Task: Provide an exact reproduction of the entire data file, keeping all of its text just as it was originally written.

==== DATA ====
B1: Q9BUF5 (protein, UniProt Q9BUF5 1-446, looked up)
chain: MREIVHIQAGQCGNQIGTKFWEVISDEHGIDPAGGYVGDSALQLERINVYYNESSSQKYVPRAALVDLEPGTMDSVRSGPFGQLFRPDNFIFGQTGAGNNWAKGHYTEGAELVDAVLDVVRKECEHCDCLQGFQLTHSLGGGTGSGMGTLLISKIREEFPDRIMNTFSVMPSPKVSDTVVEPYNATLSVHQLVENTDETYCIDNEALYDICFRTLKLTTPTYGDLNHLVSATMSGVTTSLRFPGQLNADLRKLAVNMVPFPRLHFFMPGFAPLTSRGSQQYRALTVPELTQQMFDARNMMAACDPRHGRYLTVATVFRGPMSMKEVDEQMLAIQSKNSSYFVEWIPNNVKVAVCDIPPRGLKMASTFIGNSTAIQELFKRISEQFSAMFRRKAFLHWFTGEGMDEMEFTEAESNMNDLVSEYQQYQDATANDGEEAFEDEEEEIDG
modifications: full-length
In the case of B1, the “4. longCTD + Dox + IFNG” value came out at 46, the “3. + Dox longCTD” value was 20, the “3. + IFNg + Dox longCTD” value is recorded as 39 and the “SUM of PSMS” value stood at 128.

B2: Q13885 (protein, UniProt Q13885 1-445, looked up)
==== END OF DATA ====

B1: Q9BUF5 (protein, UniProt Q9BUF5 1-446, looked up)
chain: MREIVHIQAGQCGNQIGTKFWEVISDEHGIDPAGGYVGDSALQLERINVYYNESSSQKYVPRAALVDLEPGTMDSVRSGPFGQLFRPDNFIFGQTGAGNNWAKGHYTEGAELVDAVLDVVRKECEHCDCLQGFQLTHSLGGGTGSGMGTLLISKIREEFPDRIMNTFSVMPSPKVSDTVVEPYNATLSVHQLVENTDETYCIDNEALYDICFRTLKLTTPTYGDLNHLVSATMSGVTTSLRFPGQLNADLRKLAVNMVPFPRLHFFMPGFAPLTSRGSQQYRALTVPELTQQMFDARNMMAACDPRHGRYLTVATVFRGPMSMKEVDEQMLAIQSKNSSYFVEWIPNNVKVAVCDIPPRGLKMASTFIGNSTAIQELFKRISEQFSAMFRRKAFLHWFTGEGMDEMEFTEAESNMNDLVSEYQQYQDATANDGEEAFEDEEEEIDG
modifications: full-length
In the case of B1, the “4. longCTD + Dox + IFNG” value came out at 46, the “3. + Dox longCTD” value was 20, the “3. + IFNg + Dox longCTD” value is recorded as 39 and the “SUM of PSMS” value stood at 128.

B2: Q13885 (protein, UniProt Q13885 1-445, looked up)